Trump campaign tells Sessions he's not an ally: Campaign update
President Donald Trump’s campaign asked former attorney general Jeff Sessions to stop promoting himself as an ally of the president in his U.S. Senate race in Alabama.
The Trump campaign, in a March 31 letter seen by Bloomberg News, said Sessions “misleadingly” promoted his connections to the president in a letter to potential voters. Last month, Trump tweeted that he’s backing Sessions’s opponent, Tommy Tuberville, to be the Republican nominee against Democrat Doug Jones.
Sessions has been the subject of Trump’s ire since he recused himself from the federal probe into Russian interference in the 2016 presidential election. Sessions represented Alabama, a reliably red state, in the Senate from 1997 to 2017, when he was appointed U.S. attorney general.
In Sessions’s mailing to prospective supporters, he calls himself “Trump’s #1 Supporter in the Senate” and begins the letter by saying that he was the “FIRST U.S. Senator to endorse Donald Trump for President.”
“The letter even makes the delusional assertion that you are President Trump’s #1 Supporter.’ We only assume your campaign is doing this to confuse President Trump’s loyal supporters in Alabama into believing the President supports your candidacy in the upcoming primary run-off election. Nothing could be further from the truth,” Michael Glassner, chief operating officer of the Trump campaign said in a March 31 letter.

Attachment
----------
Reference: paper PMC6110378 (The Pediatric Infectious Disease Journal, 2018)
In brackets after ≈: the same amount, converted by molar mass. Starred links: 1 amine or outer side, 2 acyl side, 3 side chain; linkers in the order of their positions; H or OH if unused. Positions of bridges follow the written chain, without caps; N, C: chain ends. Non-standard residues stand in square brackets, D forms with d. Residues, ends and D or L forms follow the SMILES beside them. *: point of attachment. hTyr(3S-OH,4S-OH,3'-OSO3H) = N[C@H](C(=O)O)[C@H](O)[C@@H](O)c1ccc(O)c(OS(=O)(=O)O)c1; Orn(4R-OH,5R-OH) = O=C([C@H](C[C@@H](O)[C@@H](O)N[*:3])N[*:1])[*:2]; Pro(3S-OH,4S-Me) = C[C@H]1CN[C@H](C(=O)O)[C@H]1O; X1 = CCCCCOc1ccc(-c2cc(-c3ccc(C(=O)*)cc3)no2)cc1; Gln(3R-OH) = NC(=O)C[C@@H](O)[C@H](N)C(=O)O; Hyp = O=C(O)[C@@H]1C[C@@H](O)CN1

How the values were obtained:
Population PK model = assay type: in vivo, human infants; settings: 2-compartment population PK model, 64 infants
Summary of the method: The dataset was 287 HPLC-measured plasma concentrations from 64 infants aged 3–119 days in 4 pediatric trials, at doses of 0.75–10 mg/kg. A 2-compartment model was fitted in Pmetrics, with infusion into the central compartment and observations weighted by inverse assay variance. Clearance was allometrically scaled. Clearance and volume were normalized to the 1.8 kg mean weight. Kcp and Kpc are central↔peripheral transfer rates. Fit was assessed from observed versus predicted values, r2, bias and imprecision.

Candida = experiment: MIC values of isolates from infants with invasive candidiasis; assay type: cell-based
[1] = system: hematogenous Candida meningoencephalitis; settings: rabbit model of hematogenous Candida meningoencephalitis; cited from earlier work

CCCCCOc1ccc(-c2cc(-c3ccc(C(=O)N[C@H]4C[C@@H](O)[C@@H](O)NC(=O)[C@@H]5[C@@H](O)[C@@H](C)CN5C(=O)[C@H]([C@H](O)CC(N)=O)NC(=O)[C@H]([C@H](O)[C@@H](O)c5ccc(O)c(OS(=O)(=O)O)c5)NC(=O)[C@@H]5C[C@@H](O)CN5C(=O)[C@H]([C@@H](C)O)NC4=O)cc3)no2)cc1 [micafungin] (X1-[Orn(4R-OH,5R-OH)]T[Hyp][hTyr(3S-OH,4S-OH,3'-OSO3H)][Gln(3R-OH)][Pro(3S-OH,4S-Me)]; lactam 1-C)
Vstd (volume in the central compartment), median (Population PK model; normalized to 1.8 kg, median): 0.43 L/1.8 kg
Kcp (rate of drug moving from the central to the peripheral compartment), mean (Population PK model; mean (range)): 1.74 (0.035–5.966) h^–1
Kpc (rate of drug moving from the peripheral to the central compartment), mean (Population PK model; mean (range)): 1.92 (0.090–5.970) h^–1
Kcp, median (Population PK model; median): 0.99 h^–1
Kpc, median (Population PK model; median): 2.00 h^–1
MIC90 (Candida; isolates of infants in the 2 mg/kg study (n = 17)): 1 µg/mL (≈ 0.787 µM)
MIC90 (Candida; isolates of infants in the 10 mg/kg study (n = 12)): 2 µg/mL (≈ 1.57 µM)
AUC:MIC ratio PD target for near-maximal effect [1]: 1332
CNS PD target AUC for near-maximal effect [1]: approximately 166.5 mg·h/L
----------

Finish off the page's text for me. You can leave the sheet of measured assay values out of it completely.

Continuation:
Groups Sue Arizona for Ballot-Measure Rule (2:54 p.m.)
Two groups are suing Arizona to force the state to temporarily change the requirements for gathering physical signatures to get measures on the November ballot amid the coronavirus pandemic.
Arizonans for Fair Elections and Healthcare Rising Arizona jointly filed a lawsuit Thursday to compel the state to allow backers to gather electronic signatures when building support for ballot measures as the virus has stopped organizers from gathering on-paper signatures in public places.
“Arizonans shouldn’t have to choose between having their voices heard and protecting their health or that of their family,” said Anabel Maldonado, the campaign manager for the Fair Elections Act, which would expand early voting and automatically register voters when they apply for driver’s licenses and renewals.
Arizona already has an existing program, called E-Qual, which allows candidates in the state to qualify for the ballot online by signing an electronic petition or giving $5 online for a qualifying contribution. The two groups are seeking to expand that system to include ballot measures.
Biden Calls for Easing Iran Sanctions (1:54 p.m.)
Democratic presidential front-runner Joe Biden on Thursday suggested that the Trump administration should ease sanctions against Iran to help the country access medical supplies and equipment during the coronavirus pandemic.
“In the midst of this deadly pandemic that respects no borders, the United States should take steps to offer what relief we can to those nations hardest hit by this virus including Iran even as we prioritize the health of the American people,” Biden said in a statement. The statement does not name any other countries.
Biden offered steps the administration should make, including issuing export licenses to pharmaceutical and medical-device companies, and creating means for international banks, transportation companies and others to help Iranians access treatment.
“Whatever our many, many disagreements with the Iranian government, it’s the right and the humane thing to do,” Biden said. “And Iran also should make a humanitarian gesture and allow detained American citizens to return home.”
Iran, which has reported more than 50,000 cases of the virus and 3,160 deaths, has asked the U.S. to ease sanctions on humanitarian grounds. But Trump administration officials insist that Iran has or could get the support that it needs.